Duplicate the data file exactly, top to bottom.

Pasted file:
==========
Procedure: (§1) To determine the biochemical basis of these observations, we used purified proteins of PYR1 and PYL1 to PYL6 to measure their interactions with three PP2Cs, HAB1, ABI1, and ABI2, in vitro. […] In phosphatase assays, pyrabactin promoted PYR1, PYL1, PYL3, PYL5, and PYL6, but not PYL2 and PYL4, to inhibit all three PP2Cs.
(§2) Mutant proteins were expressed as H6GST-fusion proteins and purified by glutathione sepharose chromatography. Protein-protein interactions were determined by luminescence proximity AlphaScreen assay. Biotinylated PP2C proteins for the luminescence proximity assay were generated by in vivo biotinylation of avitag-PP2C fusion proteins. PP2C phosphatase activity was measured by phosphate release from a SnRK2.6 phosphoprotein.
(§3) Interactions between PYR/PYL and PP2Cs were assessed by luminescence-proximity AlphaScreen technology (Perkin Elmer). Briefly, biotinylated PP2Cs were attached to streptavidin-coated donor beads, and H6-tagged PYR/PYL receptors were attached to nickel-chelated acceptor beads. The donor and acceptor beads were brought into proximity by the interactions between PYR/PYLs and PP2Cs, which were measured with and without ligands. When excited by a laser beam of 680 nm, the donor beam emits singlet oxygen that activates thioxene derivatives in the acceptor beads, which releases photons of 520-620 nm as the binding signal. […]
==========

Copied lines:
Procedure: (§1) To determine the biochemical basis of these observations, we used purified proteins of PYR1 and PYL1 to PYL6 to measure their interactions with three PP2Cs, HAB1, ABI1, and ABI2, in vitro. […] In phosphatase assays, pyrabactin promoted PYR1, PYL1, PYL3, PYL5, and PYL6, but not PYL2 and PYL4, to inhibit all three PP2Cs.
(§2) Mutant proteins were expressed as H6GST-fusion proteins and purified by glutathione sepharose chromatography. Protein-protein interactions were determined by luminescence proximity AlphaScreen assay. Biotinylated PP2C proteins for the luminescence proximity assay were generated by in vivo biotinylation of avitag-PP2C fusion proteins. PP2C phosphatase activity was measured by phosphate release from a SnRK2.6 phosphoprotein.
(§3) Interactions between PYR/PYL and PP2Cs were assessed by luminescence-proximity AlphaScreen technology (Perkin Elmer). Briefly, biotinylated PP2Cs were attached to streptavidin-coated donor beads, and H6-tagged PYR/PYL receptors were attached to nickel-chelated acceptor beads. The donor and acceptor beads were brought into proximity by the interactions between PYR/PYLs and PP2Cs, which were measured with and without ligands. When excited by a laser beam of 680 nm, the donor beam emits singlet oxygen that activates thioxene derivatives in the acceptor beads, which releases photons of 520-620 nm as the binding signal. […]